Coach's Corner

Coaching is a grind. There is no way around the long hours and there is no way of avoiding the stress. It comes with the territory and it's generally accepted that it's not a matter of "if" you're going to get fired, but "when". The interpersonal relationship with the players is what keeps you going. That and the working relationships you have with your fellow coaches and friends. Enduring the struggle winning or losing together is a wonderful bonding experience.

To have played the game of football is a wonderful social experience. The electricity in a locker room and the spiritual bonding is literally indescribable. As a coach, it was a responsibility to respect it.

I will always be honored to have been called coach. It is important to me that I have left a part of myself with literally hundreds or even thousands of kids through out my career. I know I worked well with kids and I know I was honest with them. I would never take anything back from how I approached the game or all those experiences. I was blessed to have had the opportunity to coach at my local university, at the highest level of the game of collegiate football, less than 2 miles from where I grew up.

The only part that I would ever take back is the part about getting fired.

Honestly, I never even considered getting fired until it happened. That was simply much too negative energy to even entertain. I was a product of the state of Washington and the city of Seattle football programs. I learned the game here from fine coaches and educators. I tried to pass the game on to others and have always referred to myself as a sports-educator.

Getting fired sent my whole family into a tailspin because they were so used to my yearly, monthly, daily, hourly, and minute by the minute routines all within the title of Coach Baird.

This is my hometown. This is where I grew up. I used to sneak into Husky games when I was a kid because I didn't have the 50 cents to pay my way in. I went to the Rose Bowl with the Huskies in 1959 and 1960.

So when it went down, I began to ask out loud, "Barbara, how can you fire me? You don't know a thing about the sport of football. You don't even know what we do, or have done, or are going to do. You've never even sat in on a staff meeting, hardly ever went to practices, and never attended one of my linebacker meetings, for sure.

"How can you fire me when you don't know anything about what I do?"

Yet, there I was on the street with 10 other guys, and their wives, and their children. That's 24 children total.

I will never know what went on behind closed doors, but I do know that Jim Lambright and Barbara Hedges did not work well together. There was always strained relationships because she never really backed us and we didn't really trust her. Working without trust does not fit in the competitive arena. Everyone has to feel they feel like they are all working together for a common goal. That had been missing ever since Coach James had stepped down in protest over the lack of support from the same administration.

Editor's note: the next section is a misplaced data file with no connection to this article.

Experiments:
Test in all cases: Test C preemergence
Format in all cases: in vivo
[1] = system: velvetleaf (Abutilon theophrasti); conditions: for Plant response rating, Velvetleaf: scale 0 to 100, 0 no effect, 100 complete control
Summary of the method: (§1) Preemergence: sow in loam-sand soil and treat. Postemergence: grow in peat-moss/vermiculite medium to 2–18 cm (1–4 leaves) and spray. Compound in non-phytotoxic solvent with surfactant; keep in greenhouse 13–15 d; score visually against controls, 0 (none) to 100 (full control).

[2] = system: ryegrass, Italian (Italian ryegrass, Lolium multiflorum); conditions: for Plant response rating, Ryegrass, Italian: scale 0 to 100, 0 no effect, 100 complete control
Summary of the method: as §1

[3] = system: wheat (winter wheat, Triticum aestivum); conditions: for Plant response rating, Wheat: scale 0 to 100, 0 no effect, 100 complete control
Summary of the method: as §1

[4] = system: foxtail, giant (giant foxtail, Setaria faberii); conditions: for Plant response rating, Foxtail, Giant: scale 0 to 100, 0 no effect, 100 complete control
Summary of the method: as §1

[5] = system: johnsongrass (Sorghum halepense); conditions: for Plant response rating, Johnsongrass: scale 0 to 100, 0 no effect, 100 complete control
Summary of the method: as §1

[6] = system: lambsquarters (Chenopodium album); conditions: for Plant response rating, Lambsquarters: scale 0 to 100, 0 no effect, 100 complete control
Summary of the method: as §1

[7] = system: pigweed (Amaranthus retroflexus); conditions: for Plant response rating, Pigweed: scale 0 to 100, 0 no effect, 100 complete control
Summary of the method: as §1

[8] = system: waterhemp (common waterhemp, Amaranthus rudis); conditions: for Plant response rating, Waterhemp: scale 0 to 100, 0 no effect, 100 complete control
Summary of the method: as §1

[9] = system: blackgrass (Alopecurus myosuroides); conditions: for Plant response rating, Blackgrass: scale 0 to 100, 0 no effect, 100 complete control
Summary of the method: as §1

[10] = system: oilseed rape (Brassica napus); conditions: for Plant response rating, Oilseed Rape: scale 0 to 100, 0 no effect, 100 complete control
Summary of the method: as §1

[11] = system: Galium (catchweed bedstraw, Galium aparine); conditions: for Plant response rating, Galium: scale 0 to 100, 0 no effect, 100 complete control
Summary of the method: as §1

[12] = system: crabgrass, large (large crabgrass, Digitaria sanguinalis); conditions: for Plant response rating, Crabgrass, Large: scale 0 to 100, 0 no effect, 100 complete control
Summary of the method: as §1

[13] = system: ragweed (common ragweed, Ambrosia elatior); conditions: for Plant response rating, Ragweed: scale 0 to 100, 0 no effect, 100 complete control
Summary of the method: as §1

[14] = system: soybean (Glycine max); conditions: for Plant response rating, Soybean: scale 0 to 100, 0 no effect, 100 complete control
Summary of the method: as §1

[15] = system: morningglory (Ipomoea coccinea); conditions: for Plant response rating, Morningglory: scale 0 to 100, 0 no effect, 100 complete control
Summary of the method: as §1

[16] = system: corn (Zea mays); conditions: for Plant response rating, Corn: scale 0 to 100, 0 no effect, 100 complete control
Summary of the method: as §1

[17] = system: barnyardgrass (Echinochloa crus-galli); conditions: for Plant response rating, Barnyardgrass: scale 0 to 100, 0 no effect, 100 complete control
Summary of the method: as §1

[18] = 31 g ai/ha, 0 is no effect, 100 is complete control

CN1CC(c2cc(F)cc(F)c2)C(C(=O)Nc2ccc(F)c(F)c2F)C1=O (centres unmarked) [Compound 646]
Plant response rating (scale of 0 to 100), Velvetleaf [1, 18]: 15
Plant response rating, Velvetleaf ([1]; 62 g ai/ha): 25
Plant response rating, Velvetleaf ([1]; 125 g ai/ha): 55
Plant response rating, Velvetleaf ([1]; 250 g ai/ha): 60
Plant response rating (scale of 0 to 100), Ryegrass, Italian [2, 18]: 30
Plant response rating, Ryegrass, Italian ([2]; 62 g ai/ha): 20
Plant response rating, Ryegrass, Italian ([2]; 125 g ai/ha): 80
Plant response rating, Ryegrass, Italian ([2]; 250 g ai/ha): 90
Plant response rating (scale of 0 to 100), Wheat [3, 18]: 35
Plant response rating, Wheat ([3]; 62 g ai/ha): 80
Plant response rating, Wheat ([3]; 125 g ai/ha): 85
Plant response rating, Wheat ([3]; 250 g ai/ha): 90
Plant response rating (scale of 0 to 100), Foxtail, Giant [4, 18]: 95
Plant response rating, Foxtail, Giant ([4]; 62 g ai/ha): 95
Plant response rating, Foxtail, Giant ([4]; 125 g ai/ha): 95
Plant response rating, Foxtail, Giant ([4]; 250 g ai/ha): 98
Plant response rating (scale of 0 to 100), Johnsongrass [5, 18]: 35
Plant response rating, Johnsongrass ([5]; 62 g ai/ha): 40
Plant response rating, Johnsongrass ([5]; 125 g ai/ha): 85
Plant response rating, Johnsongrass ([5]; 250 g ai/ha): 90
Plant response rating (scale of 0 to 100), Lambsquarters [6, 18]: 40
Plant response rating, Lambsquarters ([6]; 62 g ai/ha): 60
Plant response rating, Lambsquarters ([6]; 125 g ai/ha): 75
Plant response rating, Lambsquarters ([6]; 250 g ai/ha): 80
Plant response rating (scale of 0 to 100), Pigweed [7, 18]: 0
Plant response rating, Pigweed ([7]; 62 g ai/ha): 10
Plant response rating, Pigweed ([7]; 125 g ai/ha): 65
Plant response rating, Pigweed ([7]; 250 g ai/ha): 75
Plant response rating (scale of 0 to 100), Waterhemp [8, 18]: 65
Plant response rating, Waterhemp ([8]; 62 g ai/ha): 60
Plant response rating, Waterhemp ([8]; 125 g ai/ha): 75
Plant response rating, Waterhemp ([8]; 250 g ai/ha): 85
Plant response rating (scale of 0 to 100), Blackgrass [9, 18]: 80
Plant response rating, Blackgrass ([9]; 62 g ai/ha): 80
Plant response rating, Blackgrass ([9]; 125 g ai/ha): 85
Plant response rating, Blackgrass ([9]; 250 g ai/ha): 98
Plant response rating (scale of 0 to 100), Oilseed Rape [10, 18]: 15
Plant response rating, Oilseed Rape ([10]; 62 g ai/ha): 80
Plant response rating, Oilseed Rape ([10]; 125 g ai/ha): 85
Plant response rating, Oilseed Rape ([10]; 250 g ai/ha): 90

We were still winning and got fired. How can that be?

That's exactly why Washington got Tyrone Willingham. He got fired after taking his team to a bowl game. It's a strange profession when you fire a coach who graduates his kids, does things right, has great dignity and character and is flat out a great sports-educator.

I think Washington got very lucky.

I can promise you that his whole staff at Notre Dame went through the same sick, in-your-gut emotions that we did when we got fired. They had to tell their kids they were moving again and they'd have to make new friends. Sell the house, buy a new one if you're lucky enough to land on your feet and get another coaching job. Move and disrupt your whole family.

You've been pink slipped, my man. Get your resume updated, pick up the phone and make connections with your connections. Forget about your 15 years of service, we'll mail you your pin and send you your monthly severance. Pack up your desk, turn in your key, and don't let the door hit you in the rear on your way out.

In the wake come the decisions of, "What am I going to do, where am I going to go, and who is going with me?"

For me, I decided to stay. I stayed because of family and friends. Realizing there were few coaching positions at the college or professional levels in the Seattle area, I decided to get out of coaching. I was good at what I did (recruiting), worked hard at my job (coaching linebackers), was good with kids, and did things in the right way. We had won a notional championship and had been to 12 bowl games. Nobody liked playing us.

And I got fired.

Somebody wanted to get rid of us. It comes with the territory and when it does happen, you just have to deal with it.

For me, at least, that was the hardest part of the profession. Let's hope Willingham and his staff doesn't have to go through that. But at the very least it will mean he's found success at Washington. Top Stories